Thursday, October 8, 2015

Little Voices from Fukushima (orig: Chiisaki koe no kanon: sentakusuru hitobito) [2015]

MPAA (UR would be PG-13)  Fr. Dennis (4 Stars)

IMDb listing

Director's website*

Kyoto Journal - interview w. director Worldview - radio interview w. director - article about making of the film* viewer review* Japanese viewer comments

Little Voices from Fukushima (orig: Chiisaki koe no kanon: sentakusuru hitobito) [2015] (directed by Hitomi Kamanaka [IMDb]) is a locally (Japanese) made documentary about the residents of the Fukushima prefecture in these years following the 2011 Fukushima Daiichi Nuclear Disaster [wikip] [Green Peace] as well the grassroots, often women's / mothers', organizations that have sprung-up in the area to provide support / practical assistance to families with young children who need it.   These grassroots mothers' organizations now often press (as yet not particularly successfully) Japanese authorities, both local / national, for information regarding the continuing health effects of the nuclear disaster which was by far the worst since the 1986 nuclear disaster in Chernobyl and arguably EVEN WORSE than that one (as only one reactor melted down / exploded in Chrenobyl while ALL FOUR did so at Fukushima...).

The documentary recently screened here at the University of Chicago.

Indeed, the middle third of the documentary featured an extended visit to Belarus to recall both the  emergency and long-term (to this day) responses of Belarus / Ukraine to the Chernobyl Disaster : Hundreds of towns / villages in the zone(s) most contaminated by the disaster were evacuated and remain so to this day.  Further the State, along with a world-wide network of NGOs, continue to provide annual all-expense-paid "recuperative vacations" for children/teens living in less but still contaminated areas designed to (in as much as possible) cleanse their bodies of the radioactive materials that accumulate inside them through diet / exposure during the rest of the year (tt apparently works: after a month living outside of the "radioactive zones" the radioactive content in the kids' urine decreases by as much as 80%...).

It was noted that following the 1986 Chernobyl disaster, Japan('s government) sent medical advisers to Belarus/Ukraine promoting these measures (and that there were Japanese NGOs housing "Chernobyl Kids" each summer to allow them "to get away" / from the zone of _that_ disaster).  Yet, since the 2011 Fukushima Disaster, Japan's government, both locally and nationally, has tried very hard to discourage evacuation (unless absolutely necessary), actively promoted (through financial incentives) _return_ to previously evacuated areas, and as yet offered NOTHING with regards to giving kids/teens the opportunity to at least get away from the effected zones.  (The director, present at the screening, laughed noting that "this is because Japan is a 'democracy' and hence Japan's big corporations can pressure government officials to minimize the disaster's effects / dangers).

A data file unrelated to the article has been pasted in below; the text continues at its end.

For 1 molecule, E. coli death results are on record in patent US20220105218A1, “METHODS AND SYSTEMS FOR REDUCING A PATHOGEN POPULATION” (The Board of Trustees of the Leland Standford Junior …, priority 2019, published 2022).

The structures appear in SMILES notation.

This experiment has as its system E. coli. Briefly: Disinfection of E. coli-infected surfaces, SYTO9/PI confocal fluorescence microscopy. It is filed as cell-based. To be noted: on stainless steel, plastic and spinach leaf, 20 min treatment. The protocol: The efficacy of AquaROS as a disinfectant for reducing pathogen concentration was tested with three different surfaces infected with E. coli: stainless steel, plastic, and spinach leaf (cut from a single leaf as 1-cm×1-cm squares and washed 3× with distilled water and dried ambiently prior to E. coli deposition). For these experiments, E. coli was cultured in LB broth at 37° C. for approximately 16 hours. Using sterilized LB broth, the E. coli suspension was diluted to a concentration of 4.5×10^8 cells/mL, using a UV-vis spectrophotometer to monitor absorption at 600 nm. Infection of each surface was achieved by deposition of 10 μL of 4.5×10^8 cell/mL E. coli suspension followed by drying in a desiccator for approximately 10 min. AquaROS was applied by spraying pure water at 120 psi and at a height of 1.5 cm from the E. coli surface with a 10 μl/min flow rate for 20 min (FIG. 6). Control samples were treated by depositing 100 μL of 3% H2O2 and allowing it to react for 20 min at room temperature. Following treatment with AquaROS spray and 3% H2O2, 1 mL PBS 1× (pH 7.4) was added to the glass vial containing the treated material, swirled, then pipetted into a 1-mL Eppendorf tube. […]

So what are the dangers?  Well, the incidence of thyroid cancer in children growing-up near the Fukushima site has gone up 20-50 FOLD since the disaster, even as government officials have (somewhat absurdly) argued that "it can't be proven" that the Fukushima nuclear disaster was the cause.  Further, at least one Japanese pediatrician, Dr. Shigeru Mita, has begged parents to move their kids out of Tokyo (!) noting that since the 2011 disaster, city-wide, the white blood cell count in children in Tokyo has decreased below the lower limit of what used to be considered its normal range.  (Note that the documentary clearly shows at the radioactive plume from the Fukushima Plant did go over Tokyo in the days following the disaster).  There have also been local public health officials working on the effects of the radioactive fallout who have died (committed suicide) in the years following the disaster. 

It all makes for a story worth following and with some urgency.  Further in the discussion following the screening, it was noted that the perspective -- that of women and children, filmed by a woman director -- was fascinating from a Japanese perspective (where men, usually powerful men, are the only ones whose opinions are generally considered as mattering). 

At minimum, the documentary, currently making the rounds in the U.S., keeps the Fukushima Nuclear Disaster [wikip] [Green Peace] and its aftereffects in our consciousness, which I do believe that this is a good thing.  The effects of radioactive release like that one are going to play-out over a long, long time.

Good job!

* Reasonably good (sense) translations of non-English webpages can be found by viewing them through Google's Chrome browser. 

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